Azo dyes and carcinogenic aromatic amines in cell cultures
- Cite this article as:
- Hildenbrand, S., Schmahl, F., Wodarz, R. et al. Int Arch Occup Environ Health (1999) 72: M052. doi:10.1007/PL00014217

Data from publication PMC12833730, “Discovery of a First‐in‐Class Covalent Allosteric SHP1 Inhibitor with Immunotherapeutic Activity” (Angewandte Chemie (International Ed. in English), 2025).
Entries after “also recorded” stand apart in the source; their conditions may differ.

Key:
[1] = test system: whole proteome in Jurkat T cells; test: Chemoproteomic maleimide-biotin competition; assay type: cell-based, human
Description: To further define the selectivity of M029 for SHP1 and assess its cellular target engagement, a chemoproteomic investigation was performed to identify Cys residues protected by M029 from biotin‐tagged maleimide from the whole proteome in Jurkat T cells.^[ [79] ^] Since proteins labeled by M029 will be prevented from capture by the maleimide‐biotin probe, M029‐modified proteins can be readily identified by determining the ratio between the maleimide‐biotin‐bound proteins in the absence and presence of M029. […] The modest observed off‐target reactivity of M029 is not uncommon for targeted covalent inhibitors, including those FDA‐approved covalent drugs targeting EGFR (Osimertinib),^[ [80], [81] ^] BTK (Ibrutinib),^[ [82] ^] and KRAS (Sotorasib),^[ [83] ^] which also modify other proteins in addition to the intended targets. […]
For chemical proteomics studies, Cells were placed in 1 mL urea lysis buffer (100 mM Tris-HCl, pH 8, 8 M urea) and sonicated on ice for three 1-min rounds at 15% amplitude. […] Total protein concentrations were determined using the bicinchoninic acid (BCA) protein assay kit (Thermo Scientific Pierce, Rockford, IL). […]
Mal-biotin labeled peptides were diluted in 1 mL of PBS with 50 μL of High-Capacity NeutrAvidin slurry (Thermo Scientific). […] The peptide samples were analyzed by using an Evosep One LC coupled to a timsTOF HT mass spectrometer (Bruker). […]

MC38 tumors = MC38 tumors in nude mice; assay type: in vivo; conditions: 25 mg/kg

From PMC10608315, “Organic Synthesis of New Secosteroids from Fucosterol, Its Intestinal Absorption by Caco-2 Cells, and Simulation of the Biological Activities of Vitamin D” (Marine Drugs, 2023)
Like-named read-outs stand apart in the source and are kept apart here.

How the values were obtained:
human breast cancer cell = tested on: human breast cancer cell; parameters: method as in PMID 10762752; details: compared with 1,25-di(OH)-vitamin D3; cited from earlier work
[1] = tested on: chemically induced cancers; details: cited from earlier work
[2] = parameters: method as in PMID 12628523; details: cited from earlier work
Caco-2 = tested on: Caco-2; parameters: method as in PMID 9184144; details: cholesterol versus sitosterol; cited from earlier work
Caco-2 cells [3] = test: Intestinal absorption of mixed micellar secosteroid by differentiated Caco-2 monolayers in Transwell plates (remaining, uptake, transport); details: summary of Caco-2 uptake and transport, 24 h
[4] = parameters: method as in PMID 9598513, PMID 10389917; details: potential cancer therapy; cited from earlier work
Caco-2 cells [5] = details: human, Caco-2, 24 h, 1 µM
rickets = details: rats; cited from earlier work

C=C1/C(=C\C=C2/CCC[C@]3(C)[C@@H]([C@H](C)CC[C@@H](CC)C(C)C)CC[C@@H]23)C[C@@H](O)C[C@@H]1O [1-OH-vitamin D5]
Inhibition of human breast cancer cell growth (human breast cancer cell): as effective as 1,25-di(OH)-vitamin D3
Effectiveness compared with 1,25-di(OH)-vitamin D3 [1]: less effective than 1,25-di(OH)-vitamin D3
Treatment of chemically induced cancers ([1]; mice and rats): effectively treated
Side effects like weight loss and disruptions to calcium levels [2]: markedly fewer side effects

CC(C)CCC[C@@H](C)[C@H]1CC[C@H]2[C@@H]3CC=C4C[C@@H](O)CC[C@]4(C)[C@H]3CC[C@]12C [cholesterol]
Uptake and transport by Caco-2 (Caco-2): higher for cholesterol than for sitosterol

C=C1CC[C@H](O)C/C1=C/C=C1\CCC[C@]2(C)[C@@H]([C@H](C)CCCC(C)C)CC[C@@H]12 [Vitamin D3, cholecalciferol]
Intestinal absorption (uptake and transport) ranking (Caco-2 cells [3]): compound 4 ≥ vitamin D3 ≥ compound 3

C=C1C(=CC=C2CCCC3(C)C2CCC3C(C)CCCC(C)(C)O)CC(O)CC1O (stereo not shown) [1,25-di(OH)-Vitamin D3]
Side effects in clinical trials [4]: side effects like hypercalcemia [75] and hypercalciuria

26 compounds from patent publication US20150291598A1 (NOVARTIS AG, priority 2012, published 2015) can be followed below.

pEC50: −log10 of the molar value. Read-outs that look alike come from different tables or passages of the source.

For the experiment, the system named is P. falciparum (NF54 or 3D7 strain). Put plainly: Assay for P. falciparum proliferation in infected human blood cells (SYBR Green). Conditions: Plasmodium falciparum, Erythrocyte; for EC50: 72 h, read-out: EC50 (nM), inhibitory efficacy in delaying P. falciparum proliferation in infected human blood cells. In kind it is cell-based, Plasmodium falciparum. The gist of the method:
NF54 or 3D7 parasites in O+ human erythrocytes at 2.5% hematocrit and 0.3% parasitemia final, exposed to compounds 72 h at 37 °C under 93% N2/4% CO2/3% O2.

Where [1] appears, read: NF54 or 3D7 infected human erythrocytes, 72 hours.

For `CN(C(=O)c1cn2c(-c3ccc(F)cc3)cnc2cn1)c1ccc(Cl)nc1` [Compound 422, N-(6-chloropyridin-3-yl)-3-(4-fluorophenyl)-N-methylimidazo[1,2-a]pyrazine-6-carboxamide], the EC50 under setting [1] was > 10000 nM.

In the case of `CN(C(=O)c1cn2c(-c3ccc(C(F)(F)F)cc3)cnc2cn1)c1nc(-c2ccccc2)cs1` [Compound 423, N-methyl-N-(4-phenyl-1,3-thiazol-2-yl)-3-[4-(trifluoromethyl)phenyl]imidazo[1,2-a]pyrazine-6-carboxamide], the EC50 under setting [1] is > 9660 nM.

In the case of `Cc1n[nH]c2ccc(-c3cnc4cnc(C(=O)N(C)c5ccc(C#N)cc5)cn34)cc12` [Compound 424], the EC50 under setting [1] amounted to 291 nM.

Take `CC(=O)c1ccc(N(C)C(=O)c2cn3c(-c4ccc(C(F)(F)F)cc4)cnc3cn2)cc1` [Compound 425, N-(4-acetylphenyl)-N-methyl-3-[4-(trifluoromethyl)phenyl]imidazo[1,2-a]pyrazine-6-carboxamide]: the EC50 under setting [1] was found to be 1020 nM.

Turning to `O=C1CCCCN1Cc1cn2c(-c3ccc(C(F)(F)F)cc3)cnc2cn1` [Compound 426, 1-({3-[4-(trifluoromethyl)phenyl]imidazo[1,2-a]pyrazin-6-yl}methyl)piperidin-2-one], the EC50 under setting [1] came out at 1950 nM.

Azo dyes are widely used in the food, pharmaceutical, cosmetic, textile and leather industries. They can be reduced by azoreductases in intestinal bacteria, liver cells and skin surface microflora so that aromatic amines are released. In this study an analytical system for the determination of carcinogenic aromatic amines at the picogram to femtogram level and a cell culture assay to evaluate the toxicological effects of azo dyes and aromatic amines is presented. For the assays, the commercial azo dye Resacor Blue 2F (Color Index: Direct Blue 15), a 3,3′-dimethoxybenzidine-based dye, was used. The released carcinogenic aromatic amine, 3,3′-dimethoxybenzidine, was extracted with diethylether derivatized with pentafluoropropionic anhydride and analyzed by capillary gas chromatography/mass spectrometry. In addition, the cytotoxicity of Resacor Blue 2F on cultured kidney epithelial cells and on two hepatocyte cell lines (Hep G2 and Chang liver) was evaluated. For this purpose, the cells were exposed for 72 h to varying concentrations of Resacor Blue 2F. The results show that the azo dye inhibits the proliferation of the kidney epithelial cells much more than the proliferation of the two hepatocyte cell lines. As calculated from the dose-response curves, the EC50 (effective concentration reducing cell proliferation by 50%) for kidney epithelial cells was 40 μg/ml, whereas the EC50 for both hepatocyte cell lines was more than 250 μg/ml. Higher concentrations of 3,3′-dimethoxybenzidine were found in kidney epithelial and in Hep G2 culture supernatants; only small amounts were found in the Chang liver culture supernatant. In summary, it was demonstrated that released 3,3′-dimethoxybenzidine was found in the cell culture supernatants, but it did not accumulate within the cells. For an interpretation of the toxicological results, cell-specific transport systems and osmotic effects of the commercial azo dye which contains several inorganic and organic additives has to be considered.